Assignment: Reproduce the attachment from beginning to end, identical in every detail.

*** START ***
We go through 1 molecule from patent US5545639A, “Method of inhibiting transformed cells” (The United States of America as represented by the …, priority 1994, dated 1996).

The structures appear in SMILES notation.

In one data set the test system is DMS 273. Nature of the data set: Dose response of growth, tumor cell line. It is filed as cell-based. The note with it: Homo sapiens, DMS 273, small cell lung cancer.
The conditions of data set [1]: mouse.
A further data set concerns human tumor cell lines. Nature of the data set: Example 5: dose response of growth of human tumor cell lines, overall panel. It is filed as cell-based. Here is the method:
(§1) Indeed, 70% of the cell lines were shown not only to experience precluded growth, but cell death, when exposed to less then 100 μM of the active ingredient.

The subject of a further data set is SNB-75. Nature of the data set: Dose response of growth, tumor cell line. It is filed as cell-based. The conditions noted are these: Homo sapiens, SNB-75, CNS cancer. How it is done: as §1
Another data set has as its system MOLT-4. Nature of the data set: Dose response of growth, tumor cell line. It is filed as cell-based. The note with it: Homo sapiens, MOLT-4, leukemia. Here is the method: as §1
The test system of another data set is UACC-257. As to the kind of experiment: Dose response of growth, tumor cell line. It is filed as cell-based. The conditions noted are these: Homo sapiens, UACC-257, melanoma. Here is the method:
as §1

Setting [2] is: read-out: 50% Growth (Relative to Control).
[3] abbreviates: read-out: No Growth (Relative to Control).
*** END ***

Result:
We go through 1 molecule from patent US5545639A, “Method of inhibiting transformed cells” (The United States of America as represented by the …, priority 1994, dated 1996).

The structures appear in SMILES notation.

In one data set the test system is DMS 273. Nature of the data set: Dose response of growth, tumor cell line. It is filed as cell-based. The note with it: Homo sapiens, DMS 273, small cell lung cancer.
The conditions of data set [1]: mouse.
A further data set concerns human tumor cell lines. Nature of the data set: Example 5: dose response of growth of human tumor cell lines, overall panel. It is filed as cell-based. Here is the method:
(§1) Indeed, 70% of the cell lines were shown not only to experience precluded growth, but cell death, when exposed to less then 100 μM of the active ingredient.

The subject of a further data set is SNB-75. Nature of the data set: Dose response of growth, tumor cell line. It is filed as cell-based. The conditions noted are these: Homo sapiens, SNB-75, CNS cancer. How it is done: as §1
Another data set has as its system MOLT-4. Nature of the data set: Dose response of growth, tumor cell line. It is filed as cell-based. The note with it: Homo sapiens, MOLT-4, leukemia. Here is the method: as §1
The test system of another data set is UACC-257. As to the kind of experiment: Dose response of growth, tumor cell line. It is filed as cell-based. The conditions noted are these: Homo sapiens, UACC-257, melanoma. Here is the method:
as §1

Setting [2] is: read-out: 50% Growth (Relative to Control).
[3] abbreviates: read-out: No Growth (Relative to Control).